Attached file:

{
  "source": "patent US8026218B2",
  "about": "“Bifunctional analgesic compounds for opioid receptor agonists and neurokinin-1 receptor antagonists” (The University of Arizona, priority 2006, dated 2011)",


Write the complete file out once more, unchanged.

{
  "source": "patent US8026218B2",
  "about": "“Bifunctional analgesic compounds for opioid receptor agonists and neurokinin-1 receptor antagonists” (The University of Arizona, priority 2006, dated 2011)",